You can usually successfully move the HDD like you are wanting to do. What you will want to do is the first time you boot the new system boot from the W7u disk in the DVD player and when setup starts choose the option to do a REPAIR INSTALLATION when the system prompts about it finding an existing OS on the HDD -- by running a Repair install it will keep all of your programs etc. and just reinstall all of the system files which includes the drivers etc. that will need to be changed with the new MOBO so is what you want. After doing this it will tell you that you need to activate the OS again since the change was significant - so run the activation and it should reactivate (If you have done a reinstall before it may fail to activate automatically and make you use the telephone activation where you read off your key and a computer gives you a response code to enter or it may ask you to speak to a rep -- If you talk to a rep just explain to them that the old MOBO died and you had to upgrade it since you could not find an identical model and they will give you a new activation code.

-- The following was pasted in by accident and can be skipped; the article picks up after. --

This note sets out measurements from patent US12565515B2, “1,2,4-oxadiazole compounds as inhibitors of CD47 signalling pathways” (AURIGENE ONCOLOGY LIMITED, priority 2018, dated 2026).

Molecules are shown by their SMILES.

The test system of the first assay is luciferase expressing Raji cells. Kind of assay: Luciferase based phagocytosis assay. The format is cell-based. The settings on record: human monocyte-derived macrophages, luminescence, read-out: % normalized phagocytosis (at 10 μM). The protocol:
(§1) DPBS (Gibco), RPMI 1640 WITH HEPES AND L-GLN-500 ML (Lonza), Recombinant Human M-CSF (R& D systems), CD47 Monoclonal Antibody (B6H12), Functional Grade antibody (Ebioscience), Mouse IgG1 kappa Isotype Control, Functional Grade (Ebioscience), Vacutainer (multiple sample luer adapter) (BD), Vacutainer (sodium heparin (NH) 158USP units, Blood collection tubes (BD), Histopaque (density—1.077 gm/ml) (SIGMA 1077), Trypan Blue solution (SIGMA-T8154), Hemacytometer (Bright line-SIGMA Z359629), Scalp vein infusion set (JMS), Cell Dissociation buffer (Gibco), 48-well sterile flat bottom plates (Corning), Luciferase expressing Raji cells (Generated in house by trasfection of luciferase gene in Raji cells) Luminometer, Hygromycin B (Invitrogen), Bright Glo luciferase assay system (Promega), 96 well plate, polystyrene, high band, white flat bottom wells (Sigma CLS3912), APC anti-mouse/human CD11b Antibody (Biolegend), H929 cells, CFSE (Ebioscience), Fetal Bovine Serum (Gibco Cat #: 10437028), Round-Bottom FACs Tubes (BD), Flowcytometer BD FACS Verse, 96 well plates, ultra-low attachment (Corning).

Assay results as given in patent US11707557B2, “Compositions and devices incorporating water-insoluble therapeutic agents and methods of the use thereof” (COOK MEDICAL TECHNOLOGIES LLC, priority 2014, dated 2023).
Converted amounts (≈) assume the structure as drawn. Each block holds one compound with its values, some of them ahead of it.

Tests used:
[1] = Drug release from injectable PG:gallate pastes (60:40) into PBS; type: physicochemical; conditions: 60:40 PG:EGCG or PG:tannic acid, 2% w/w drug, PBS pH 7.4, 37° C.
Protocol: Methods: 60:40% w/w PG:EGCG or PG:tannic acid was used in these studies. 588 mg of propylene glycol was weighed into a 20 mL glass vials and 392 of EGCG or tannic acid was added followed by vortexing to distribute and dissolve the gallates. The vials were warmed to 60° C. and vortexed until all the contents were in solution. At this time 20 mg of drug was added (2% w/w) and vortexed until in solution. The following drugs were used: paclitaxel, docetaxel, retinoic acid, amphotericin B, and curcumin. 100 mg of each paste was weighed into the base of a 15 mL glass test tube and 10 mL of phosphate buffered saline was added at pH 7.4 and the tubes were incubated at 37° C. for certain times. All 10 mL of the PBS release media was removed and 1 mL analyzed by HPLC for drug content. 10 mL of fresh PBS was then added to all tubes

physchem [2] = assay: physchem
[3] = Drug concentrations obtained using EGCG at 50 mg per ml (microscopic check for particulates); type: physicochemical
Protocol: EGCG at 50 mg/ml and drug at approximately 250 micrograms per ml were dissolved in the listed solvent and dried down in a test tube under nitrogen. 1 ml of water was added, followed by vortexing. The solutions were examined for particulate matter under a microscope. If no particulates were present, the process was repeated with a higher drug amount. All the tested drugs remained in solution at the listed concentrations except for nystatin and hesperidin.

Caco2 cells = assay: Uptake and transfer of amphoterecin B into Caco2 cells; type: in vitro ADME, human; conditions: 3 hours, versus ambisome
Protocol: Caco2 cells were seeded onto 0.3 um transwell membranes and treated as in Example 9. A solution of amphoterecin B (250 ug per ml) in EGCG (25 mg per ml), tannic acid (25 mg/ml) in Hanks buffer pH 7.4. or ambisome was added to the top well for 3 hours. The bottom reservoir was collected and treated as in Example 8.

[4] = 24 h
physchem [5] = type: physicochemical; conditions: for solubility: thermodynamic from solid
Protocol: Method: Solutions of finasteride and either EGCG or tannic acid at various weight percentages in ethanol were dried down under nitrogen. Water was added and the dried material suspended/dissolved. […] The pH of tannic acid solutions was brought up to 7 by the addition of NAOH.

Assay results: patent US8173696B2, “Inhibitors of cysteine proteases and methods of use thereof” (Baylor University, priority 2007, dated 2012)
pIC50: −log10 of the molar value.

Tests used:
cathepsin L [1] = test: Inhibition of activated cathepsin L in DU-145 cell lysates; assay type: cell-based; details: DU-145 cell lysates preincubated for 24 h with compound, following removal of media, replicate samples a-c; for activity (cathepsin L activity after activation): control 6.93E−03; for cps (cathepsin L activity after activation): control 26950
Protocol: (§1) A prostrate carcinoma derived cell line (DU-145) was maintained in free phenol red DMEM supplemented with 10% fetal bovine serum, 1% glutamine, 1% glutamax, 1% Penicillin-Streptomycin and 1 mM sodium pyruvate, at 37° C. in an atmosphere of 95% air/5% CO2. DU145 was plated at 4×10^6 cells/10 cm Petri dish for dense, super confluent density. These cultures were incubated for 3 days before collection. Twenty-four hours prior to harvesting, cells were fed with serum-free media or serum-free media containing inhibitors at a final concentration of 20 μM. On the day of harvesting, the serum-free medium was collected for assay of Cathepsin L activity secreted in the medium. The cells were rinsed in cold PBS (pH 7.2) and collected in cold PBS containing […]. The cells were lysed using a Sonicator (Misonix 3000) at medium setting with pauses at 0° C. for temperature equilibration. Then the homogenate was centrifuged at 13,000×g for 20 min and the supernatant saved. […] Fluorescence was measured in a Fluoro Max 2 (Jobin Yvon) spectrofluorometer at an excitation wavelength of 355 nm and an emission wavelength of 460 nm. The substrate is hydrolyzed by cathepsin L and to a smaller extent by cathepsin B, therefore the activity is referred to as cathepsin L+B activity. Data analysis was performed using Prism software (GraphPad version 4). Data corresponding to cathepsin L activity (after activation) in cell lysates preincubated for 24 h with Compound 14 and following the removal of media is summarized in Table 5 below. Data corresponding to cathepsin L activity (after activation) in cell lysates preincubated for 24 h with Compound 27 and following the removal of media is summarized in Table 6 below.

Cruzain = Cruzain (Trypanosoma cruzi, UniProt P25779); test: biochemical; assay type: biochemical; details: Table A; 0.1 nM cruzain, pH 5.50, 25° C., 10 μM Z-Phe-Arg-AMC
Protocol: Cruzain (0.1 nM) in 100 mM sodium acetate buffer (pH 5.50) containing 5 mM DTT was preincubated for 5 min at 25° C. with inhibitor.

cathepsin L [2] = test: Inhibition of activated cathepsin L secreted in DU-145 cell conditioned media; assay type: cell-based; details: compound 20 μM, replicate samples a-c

But it never hurts to make a backup of the important data just in case !!
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November 17, 2011 8:36:43 PM

eschamp said:
Does that get burned to an optical disk?

Thanks.



You will install the application in windows, then make a bootable disc through the program. Then use that boot disc to make the clone. Just make absolutely sure to choose your old drive as the source disc!

And yes if you do the cloning procedure you will effectively have 2 copies of your old drive.